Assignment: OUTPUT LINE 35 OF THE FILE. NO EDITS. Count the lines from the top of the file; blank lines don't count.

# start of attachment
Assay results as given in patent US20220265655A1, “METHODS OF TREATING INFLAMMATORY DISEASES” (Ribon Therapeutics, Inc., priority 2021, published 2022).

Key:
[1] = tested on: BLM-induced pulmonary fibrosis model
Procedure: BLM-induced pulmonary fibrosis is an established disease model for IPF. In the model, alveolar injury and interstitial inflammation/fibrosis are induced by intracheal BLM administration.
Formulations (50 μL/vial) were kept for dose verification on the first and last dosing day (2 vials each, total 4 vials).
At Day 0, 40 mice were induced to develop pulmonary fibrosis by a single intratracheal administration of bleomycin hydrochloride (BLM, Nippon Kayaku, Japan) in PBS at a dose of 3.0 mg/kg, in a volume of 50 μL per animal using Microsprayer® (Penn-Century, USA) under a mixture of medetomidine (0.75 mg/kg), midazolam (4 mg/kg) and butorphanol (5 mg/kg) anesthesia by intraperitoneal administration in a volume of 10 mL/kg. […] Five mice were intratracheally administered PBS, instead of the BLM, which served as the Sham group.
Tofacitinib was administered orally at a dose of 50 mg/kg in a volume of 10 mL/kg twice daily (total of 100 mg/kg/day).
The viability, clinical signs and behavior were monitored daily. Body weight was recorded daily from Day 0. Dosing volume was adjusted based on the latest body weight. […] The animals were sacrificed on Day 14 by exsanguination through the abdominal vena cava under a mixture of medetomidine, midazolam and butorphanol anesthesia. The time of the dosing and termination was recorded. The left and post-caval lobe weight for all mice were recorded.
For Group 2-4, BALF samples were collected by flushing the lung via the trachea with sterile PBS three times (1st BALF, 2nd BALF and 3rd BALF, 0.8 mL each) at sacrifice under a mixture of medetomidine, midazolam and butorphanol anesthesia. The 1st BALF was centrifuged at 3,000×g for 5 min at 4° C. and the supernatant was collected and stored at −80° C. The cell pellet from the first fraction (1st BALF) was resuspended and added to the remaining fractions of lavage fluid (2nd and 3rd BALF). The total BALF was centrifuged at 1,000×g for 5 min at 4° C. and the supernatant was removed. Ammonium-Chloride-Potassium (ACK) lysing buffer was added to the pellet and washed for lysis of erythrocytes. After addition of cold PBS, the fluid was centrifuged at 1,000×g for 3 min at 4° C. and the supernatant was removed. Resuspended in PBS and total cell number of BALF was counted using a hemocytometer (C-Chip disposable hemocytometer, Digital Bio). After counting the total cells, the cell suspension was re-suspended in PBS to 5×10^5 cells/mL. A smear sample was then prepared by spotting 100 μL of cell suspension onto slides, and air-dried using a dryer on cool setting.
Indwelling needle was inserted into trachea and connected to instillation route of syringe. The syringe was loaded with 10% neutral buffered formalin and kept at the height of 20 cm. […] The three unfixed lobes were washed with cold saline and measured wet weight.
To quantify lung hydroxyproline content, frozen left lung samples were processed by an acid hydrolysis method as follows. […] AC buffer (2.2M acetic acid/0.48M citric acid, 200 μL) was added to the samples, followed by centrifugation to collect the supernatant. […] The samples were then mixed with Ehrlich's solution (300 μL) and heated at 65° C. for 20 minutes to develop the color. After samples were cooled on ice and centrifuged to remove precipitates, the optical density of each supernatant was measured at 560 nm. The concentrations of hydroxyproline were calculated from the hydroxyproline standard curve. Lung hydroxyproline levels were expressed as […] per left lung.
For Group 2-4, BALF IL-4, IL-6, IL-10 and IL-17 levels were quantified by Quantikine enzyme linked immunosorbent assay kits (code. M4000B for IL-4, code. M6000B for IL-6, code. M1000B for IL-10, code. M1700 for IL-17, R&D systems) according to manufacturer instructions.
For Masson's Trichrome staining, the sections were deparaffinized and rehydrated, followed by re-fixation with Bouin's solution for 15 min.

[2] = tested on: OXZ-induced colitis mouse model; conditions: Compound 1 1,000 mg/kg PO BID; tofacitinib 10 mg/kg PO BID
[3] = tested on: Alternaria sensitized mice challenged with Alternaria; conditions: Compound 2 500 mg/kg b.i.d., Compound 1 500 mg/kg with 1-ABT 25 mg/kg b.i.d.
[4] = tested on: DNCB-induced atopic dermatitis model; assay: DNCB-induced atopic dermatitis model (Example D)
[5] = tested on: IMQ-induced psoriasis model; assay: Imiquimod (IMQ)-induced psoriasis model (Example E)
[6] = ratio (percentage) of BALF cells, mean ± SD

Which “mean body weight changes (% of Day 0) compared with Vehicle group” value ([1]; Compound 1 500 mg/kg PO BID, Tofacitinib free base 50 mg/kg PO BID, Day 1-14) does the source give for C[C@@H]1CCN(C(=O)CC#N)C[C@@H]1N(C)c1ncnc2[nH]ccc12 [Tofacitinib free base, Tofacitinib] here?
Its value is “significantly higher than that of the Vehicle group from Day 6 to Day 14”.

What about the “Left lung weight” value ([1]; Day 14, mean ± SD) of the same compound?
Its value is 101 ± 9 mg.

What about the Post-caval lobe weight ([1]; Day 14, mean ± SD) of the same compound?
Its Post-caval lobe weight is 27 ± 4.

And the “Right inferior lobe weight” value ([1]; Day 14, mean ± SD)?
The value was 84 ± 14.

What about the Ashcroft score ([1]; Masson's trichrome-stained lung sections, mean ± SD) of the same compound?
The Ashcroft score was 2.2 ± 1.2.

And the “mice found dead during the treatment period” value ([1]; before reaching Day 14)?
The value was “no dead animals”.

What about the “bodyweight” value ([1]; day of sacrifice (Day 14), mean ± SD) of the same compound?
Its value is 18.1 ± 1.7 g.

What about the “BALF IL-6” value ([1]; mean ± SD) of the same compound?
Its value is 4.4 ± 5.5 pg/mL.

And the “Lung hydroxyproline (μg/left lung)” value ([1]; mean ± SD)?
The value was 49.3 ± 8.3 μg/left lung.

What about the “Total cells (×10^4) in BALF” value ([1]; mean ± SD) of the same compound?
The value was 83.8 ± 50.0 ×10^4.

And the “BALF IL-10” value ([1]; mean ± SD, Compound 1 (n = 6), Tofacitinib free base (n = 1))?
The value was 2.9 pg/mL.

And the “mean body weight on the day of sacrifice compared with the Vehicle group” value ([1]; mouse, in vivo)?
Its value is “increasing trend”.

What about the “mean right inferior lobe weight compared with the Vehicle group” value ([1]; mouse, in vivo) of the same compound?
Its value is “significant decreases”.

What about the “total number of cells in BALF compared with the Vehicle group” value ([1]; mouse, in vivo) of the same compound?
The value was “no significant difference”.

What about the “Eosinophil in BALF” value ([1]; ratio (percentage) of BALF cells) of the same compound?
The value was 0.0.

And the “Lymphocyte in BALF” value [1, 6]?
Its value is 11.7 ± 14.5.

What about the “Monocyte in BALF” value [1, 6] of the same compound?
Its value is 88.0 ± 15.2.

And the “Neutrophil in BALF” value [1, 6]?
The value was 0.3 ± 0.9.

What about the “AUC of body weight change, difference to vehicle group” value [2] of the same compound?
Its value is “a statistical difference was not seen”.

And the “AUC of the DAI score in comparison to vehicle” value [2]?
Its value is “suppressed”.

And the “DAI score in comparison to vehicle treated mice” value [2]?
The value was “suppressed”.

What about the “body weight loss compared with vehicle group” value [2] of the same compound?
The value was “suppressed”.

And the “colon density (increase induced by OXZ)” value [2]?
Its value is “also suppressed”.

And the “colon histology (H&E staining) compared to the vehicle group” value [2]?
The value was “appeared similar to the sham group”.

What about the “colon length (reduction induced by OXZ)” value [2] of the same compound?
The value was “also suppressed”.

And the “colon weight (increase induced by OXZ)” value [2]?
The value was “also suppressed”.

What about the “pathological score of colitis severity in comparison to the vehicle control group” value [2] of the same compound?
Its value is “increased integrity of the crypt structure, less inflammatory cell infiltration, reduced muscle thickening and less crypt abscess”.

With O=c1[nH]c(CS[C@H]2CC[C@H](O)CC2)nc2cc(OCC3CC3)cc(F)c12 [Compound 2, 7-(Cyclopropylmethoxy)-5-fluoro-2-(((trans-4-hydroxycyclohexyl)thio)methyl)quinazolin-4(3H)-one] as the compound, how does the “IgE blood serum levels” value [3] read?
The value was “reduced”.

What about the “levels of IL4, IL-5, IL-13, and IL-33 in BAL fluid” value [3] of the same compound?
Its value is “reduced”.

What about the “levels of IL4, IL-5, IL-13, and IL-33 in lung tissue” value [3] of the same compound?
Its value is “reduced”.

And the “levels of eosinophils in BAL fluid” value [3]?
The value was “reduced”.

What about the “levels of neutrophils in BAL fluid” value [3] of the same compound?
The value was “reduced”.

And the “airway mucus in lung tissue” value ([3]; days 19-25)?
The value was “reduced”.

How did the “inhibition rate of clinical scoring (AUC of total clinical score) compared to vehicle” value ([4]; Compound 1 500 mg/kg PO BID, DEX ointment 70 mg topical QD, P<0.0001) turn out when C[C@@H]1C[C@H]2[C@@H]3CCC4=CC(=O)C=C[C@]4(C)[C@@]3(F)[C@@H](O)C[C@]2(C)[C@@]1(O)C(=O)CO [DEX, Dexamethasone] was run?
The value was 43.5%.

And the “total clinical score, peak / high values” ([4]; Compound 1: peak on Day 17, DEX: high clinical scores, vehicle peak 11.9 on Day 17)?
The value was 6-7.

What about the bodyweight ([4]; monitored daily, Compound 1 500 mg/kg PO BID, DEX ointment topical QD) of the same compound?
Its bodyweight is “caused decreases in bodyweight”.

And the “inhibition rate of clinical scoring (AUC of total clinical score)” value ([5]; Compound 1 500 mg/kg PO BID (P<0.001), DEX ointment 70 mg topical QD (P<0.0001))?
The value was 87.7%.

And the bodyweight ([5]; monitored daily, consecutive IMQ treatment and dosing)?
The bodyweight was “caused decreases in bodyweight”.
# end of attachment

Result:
And the “Lung hydroxyproline (μg/left lung)” value ([1]; mean ± SD)?